Enjoying Edible Flowers

It’s still spring in the garden.  I’ve satisfied my winter cravings for fresh lettuce and spinach.  The spears of asparagus keep on coming – it still amazes me to see more and more emerge every morning.  Green salads have dominated my lunches and dinners for nearly a month now. My early spring seasonal stomach, in other words, has been satiated.

Now I’m starting to yearn for peas and other early fruiting crops.  As I watch teeny pods emerge from polinated pea blossoms and slowly grow larger and larger, I’ve decided to distract myself with the many edible blossoms that are now blooming in the herb and veggie gardens.

Cooking with flowers adds flavor and beauty to dishes.  Many herb flowers are edible and have tastes similar to their familiar leaves.  Legumes like peas and beans have sweet mild blossoms.  Chive blossoms can substitute for red onions in a salad.  To broaden my repetoir, I checked out edible flower lists online.  Remember to make sure a flower is not poisonous before eating! I was surprised to find so many familiar and common species on the list.  Check out my experiments below and let me know if you have other ideas for using edible flowers in your cooking:

Sage blossoms are slightly more mild than the leaves and are great additions to chicken, white fish, sausage, or white bean dishes.

I used these purple sage, chive, and thyme blossoms along with dill, yogurt, garlic, chives, olive oil, salt, and pepper to flavor our cannelloni bean and cooked chard salad.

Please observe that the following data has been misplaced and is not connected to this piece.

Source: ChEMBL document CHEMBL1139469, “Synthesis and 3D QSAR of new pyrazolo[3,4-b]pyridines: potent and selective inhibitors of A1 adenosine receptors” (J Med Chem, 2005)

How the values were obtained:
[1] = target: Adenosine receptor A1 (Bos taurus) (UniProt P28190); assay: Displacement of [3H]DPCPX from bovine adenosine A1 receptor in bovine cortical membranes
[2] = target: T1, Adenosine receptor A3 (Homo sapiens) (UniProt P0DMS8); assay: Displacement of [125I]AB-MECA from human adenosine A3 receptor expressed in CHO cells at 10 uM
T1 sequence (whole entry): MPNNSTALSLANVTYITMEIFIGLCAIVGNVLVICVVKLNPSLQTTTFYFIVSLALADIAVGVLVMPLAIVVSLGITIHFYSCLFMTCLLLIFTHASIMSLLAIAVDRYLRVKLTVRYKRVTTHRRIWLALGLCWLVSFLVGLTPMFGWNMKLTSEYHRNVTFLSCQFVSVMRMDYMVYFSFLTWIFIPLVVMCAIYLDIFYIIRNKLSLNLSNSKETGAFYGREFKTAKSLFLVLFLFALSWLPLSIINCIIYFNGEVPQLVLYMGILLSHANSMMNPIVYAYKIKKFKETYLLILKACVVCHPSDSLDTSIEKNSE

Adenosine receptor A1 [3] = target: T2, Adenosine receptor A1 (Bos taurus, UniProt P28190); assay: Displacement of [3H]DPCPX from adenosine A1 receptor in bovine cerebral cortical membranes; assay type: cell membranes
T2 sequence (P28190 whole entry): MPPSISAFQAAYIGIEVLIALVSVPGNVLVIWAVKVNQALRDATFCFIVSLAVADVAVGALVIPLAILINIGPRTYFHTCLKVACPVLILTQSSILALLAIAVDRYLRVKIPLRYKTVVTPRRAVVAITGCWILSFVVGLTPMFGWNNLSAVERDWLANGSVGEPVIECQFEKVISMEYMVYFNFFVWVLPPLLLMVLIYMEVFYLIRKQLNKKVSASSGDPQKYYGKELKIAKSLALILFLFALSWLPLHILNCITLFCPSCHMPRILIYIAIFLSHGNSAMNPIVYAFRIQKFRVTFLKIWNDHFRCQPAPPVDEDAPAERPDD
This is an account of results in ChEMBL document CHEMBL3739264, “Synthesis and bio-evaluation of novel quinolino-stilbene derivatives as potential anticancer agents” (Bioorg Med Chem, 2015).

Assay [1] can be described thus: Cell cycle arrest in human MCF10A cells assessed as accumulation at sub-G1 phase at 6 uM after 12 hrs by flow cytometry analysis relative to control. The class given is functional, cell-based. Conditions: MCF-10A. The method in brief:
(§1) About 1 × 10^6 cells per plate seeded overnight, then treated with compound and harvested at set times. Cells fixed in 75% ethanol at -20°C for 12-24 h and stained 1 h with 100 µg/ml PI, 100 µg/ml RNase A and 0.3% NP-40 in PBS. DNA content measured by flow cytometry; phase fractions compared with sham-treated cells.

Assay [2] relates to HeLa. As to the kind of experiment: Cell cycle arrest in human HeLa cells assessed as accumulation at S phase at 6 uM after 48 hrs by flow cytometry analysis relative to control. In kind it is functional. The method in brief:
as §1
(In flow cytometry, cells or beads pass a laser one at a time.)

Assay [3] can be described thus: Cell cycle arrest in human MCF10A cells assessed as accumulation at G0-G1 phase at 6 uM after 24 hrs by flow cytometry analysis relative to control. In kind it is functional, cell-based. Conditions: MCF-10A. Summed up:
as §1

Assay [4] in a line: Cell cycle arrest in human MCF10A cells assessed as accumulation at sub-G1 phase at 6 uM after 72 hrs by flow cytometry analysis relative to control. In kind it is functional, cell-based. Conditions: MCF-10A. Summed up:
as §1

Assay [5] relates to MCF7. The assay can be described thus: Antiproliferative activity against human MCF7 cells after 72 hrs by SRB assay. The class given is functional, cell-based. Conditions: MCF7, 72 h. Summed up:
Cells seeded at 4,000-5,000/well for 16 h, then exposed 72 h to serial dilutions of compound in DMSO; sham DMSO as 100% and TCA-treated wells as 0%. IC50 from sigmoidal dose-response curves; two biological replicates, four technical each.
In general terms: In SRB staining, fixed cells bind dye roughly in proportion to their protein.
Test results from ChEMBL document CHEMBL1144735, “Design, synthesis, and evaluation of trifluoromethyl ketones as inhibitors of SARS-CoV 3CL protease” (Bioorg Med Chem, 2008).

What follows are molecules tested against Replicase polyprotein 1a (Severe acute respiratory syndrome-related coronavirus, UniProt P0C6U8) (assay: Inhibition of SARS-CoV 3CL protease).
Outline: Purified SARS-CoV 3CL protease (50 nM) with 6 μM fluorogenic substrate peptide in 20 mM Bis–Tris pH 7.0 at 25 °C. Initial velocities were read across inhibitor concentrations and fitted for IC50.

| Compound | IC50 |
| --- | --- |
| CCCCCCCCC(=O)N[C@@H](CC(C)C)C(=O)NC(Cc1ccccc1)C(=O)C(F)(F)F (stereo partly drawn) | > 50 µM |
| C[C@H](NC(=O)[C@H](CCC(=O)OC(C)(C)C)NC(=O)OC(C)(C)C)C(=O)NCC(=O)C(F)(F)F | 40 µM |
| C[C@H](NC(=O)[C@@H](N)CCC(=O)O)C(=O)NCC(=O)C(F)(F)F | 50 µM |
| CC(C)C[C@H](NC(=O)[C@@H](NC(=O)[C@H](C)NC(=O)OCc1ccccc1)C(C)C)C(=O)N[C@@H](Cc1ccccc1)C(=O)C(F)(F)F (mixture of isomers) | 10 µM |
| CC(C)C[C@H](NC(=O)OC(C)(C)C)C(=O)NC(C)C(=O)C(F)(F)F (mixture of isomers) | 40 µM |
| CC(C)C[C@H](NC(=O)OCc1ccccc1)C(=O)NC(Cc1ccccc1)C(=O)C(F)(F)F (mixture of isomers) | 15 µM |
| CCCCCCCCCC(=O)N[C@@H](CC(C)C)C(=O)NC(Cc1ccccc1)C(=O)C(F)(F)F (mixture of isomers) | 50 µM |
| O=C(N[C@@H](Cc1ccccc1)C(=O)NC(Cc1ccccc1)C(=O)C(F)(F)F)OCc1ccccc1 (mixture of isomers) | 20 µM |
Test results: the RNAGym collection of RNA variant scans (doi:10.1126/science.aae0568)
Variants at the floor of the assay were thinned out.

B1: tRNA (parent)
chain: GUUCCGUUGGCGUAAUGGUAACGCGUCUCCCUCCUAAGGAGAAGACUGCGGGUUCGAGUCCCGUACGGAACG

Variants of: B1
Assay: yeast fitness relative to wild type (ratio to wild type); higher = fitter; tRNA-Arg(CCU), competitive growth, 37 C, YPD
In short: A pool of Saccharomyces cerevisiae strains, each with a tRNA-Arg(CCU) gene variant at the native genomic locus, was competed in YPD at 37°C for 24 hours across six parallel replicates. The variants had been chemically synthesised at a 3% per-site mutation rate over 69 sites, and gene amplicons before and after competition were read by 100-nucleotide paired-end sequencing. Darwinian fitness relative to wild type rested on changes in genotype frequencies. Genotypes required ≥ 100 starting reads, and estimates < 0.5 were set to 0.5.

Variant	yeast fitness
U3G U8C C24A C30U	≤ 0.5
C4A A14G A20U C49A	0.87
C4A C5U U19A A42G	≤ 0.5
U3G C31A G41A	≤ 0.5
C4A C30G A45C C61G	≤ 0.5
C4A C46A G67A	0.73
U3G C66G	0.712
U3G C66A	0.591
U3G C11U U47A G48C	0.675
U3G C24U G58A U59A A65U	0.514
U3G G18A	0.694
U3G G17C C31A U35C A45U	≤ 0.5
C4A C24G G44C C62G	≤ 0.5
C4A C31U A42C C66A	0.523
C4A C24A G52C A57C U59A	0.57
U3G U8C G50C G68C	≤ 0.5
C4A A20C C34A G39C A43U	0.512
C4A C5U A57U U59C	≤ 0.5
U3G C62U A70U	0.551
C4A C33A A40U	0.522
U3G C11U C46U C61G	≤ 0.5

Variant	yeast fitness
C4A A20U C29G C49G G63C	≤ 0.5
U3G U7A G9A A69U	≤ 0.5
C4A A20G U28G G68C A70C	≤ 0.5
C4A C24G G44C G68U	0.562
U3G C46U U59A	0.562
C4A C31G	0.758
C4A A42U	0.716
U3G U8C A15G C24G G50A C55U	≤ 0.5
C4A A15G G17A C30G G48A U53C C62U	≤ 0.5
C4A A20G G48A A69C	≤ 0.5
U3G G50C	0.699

A pea tendril, chive blossom, and dill leaves garnished my white bean chard salad.  I also tried frying some of the herb blossoms in olive oil (they’re the toasty brown things above).  Overall, I think fresh blossoms add better flavor and color to finished recipes.

Chive blossoms added an onion flavor to this simple salad.  Pea tendrils were beautiful, tender, and delicious.  Our sugar sprint tendrils have pink and purple hued blossoms while the traditional sugar snaps flowers are white. Their mild pea flavor added depth to the simple lettuce salad.  Remember though, when you harvest pea blossoms, they’ll never grow into peas!

Flowering plants have the added benefit of attracting pollinators to your vegetable gardens.  All fruiting produce including peas, beans, peppers, squash and tomatoes need to flower and be pollinated before they can bear fruit.

Borage blossoms are mild and have a slight cucumber flavor.  They have the added benefit of attracting beneficial predatory wasps to your garden.  These wasps prey on garden pests and help to keep your veggies healthy.

After browsing the list of edible flowers, I’m excited to integrate johnny jump-ups, anise hyssop, bean, and squash blossoms into meals as they come into season.  Let me know if you find any blossoms that you love or if you have other recipes that integrate edible flowers!

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One Response to Enjoying Edible Flowers

  1. Pingback: Summer’s Edible Flowers | GrowingStories

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